Wisteria - Wisteria sinensis

A native of China, Wisteria is beautiful, fragrant and waterfalls over anything it covers. The beautiful Purple curtain like flowers are one of the biggest reasons so many fall for the beauty of Wisteria. Beware of planting Wisteria on your property, it grows so vigorously that it can quickly become difficult to manage.  Like English Ivy, Wisteria has the ability to overtake anything in its path even killing mature canopy trees. 


Image Citation: Chris Evans, University of Illinois, Bugwood.org

Barberry

This one is quite surprising as Barberry is commonly used as a shrub by many landscapers.  I have some planted in various locations in my own yard but am very careful to keep them trimmed and under control.  Believe it or not both common barberry and Japanese barberry are banned from sale in many areas of the United States (Not yet the Mid Atlantic region where we live). Originally introduced in the late 1800s, not only is it invasive, but it also provides an ideal hiding place for deer ticks which are a carrier of Lyme Disease.  

Image Citation: Britt Slattery, US Fish and Wildlife Service, Bugwood.org

Butterfly Bush - Buddleja davidii

This one is another that is surprising as this can be found at most nurseries and even some big box stores this time of year.  Butterfly bush offers much-needed nectar for many pollinators like butterflies and bees, but it is also considered an invasive or noxious weed in many states.  Butterfly bush is known to push out native species and spread into uncultivated areas where it is not wanted.  If not trimmed frequently Butterfly Bush can overtake an area in a single growth season. 


Image Citation: Leslie J. Mehrhoff, University of Connecticut, Bugwood.org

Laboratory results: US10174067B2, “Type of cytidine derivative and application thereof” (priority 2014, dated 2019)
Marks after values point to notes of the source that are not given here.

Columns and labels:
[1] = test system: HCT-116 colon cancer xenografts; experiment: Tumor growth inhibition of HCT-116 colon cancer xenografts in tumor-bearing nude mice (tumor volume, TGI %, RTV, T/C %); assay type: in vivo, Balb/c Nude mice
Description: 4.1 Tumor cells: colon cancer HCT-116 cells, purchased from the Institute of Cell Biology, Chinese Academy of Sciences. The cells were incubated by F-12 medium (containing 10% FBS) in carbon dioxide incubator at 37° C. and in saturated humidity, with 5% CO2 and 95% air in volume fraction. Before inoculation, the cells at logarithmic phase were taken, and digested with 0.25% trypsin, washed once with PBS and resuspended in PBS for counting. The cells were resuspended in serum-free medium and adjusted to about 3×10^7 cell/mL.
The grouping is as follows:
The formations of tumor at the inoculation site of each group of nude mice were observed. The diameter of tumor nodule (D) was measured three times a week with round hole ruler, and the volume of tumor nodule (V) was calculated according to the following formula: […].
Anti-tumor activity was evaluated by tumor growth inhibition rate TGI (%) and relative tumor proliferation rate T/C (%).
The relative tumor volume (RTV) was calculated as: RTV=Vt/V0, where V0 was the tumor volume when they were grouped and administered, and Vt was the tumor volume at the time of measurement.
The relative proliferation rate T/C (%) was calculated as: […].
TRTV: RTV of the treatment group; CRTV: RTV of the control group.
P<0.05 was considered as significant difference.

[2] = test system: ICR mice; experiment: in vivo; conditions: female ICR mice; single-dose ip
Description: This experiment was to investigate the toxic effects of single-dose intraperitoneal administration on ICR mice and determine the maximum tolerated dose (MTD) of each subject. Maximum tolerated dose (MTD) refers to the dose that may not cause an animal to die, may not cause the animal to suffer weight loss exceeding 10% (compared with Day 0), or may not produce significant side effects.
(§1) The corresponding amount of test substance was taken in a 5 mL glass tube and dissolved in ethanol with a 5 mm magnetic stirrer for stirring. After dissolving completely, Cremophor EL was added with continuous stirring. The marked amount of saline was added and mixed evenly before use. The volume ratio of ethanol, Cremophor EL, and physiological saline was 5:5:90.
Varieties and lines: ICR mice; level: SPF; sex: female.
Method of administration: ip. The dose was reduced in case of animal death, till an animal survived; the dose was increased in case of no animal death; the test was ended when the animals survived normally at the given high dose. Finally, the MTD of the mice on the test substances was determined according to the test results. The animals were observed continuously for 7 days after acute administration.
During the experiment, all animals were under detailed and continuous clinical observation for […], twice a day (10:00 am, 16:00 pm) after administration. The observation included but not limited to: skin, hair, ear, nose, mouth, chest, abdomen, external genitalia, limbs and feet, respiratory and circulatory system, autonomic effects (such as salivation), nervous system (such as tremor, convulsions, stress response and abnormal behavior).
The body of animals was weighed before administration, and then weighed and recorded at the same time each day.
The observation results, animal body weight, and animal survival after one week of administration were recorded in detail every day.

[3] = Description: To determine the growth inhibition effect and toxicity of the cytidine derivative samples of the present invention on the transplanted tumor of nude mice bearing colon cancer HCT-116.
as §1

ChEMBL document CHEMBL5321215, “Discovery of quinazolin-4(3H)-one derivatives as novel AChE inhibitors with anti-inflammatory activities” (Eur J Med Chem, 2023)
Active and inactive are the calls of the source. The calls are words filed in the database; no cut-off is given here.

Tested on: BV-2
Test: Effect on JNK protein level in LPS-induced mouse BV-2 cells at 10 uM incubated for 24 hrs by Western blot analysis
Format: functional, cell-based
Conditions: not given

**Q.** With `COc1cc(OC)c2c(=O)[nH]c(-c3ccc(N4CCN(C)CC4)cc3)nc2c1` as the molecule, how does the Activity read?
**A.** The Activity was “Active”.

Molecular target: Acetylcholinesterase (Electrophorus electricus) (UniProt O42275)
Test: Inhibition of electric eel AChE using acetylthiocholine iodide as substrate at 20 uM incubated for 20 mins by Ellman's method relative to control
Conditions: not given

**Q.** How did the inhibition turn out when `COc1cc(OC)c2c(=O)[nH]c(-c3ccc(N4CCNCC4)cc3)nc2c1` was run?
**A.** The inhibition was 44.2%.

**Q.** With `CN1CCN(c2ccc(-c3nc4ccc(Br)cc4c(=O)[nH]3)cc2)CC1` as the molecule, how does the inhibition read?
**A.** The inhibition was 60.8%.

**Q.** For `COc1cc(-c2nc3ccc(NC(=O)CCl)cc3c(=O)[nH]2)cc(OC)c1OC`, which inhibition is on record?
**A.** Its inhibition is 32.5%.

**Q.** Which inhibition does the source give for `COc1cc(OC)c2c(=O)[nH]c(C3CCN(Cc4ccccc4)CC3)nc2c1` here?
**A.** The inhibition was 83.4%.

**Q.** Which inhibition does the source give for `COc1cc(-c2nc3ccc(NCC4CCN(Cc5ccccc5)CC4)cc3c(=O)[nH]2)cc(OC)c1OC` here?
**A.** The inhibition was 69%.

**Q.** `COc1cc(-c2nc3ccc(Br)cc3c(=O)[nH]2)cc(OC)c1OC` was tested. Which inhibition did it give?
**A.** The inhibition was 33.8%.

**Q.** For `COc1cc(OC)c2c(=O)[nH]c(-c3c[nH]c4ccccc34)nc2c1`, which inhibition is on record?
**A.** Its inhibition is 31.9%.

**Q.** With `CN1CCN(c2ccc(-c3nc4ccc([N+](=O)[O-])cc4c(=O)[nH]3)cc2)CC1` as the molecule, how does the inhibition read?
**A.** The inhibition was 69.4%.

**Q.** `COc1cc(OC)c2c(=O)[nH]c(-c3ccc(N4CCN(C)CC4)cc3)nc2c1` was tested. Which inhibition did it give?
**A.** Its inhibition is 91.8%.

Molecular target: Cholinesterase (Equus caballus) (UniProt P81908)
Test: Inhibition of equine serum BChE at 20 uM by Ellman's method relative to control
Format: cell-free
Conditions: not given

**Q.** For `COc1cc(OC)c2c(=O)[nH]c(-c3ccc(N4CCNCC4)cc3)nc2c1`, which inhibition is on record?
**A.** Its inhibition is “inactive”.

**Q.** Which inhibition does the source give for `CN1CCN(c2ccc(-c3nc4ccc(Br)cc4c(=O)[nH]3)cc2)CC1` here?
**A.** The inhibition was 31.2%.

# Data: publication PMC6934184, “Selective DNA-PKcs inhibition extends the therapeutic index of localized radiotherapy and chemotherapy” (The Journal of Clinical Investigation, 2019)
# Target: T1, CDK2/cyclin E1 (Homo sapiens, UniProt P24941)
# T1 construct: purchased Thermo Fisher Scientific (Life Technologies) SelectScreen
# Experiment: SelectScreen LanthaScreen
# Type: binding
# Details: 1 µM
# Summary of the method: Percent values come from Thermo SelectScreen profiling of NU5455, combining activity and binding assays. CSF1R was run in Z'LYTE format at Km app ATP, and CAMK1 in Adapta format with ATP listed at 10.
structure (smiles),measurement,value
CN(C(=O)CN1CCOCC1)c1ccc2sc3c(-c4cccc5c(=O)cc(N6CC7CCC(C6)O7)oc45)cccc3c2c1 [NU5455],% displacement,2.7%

Purple LoosestrifeLythrum salicaria

Purple loosestrife is a beautiful but aggressively invasive and hardy perennial.  It is most commonly the cause of native plant growth restriction in natural and disturbed wetland areas.  Once established it most often out competes and replaces native grasses, sedges and other flowering plants that would provide more nutrient rich sources of food for native wildlife.  Originally introduced in the Northeast United States and Canada in the 1800's for medicinal and ornamental uses, it can now be found growing wildly in every state except Florida.  

Image Citation: L.L. Berry, Bugwood.org

Norway Maple

Norway Maple is a vigorous grower and an adaptable species loved by many homeowners. Norway Maple surprisingly are also on the invasive plant list in many states. The Norway's shallow, dense root system often competes with lawns, other landscape plants and hardscaping causing not only annoying roots that can trip you, a bumpy mowing process and even lifting sidewalks and shifted retaining walls.

Image Citation: Rob Routledge, Sault College, Bugwood.org

Japanese Honeysuckle -Lonicera japonica

Honeysuckle has been used for decades along highways for effective erosion control. Japanese honeysuckle however can cause more harm than good by threatening native plants, it is famous for hoarding light, space, and nutrients in an established area suffocating out all of the native weaker plantings.


Image Citation- Chuck Bargeron, University of Georgia, Bugwood.org


Black Locust -Robinia pseudoacacia

Black locust spreads quickly, and is also short lived.  Its branches are brittle and break easily when exposed to high winds. As a result of its ability to propagate quickly, it is considered invasive and is on the do-not-plant list in many areas throughout the country.  Even so, it is still commonly planted by many commercial landscape firms on roadsides and within communities.


Image Citation: Richard Webb, Bugwood.org

Bittersweet-

This woody, perennial vine is native to Asia, and although it has beautiful berries in winter, it is considered an invasive species due to the way it starves out otherwise successful native plants.







Image Citation: Chris Evans - University of Illinois - Bugwood.org


Japanese Knotweed

Introduced to the United States from East Asia in the late 1800s, Japanese Knotweed has been considered problematic since the mid-20th century. It spreads quickly, crowding and shading out native vegetation.






Image Citation: Randy Westbrooks, Invasive Plant Control, Bugwood.org


Common Buckthorn 

Like so many invasive species, Common Buckthorn was introduced to this nation's gardens by well-meaning botanists in the late 19th century. Besides crowding out native shrubs, it plays host to many pests, and the decomposition of its leaf litter can change the pH of the surrounding soil, which can cause problems for other nearby plants.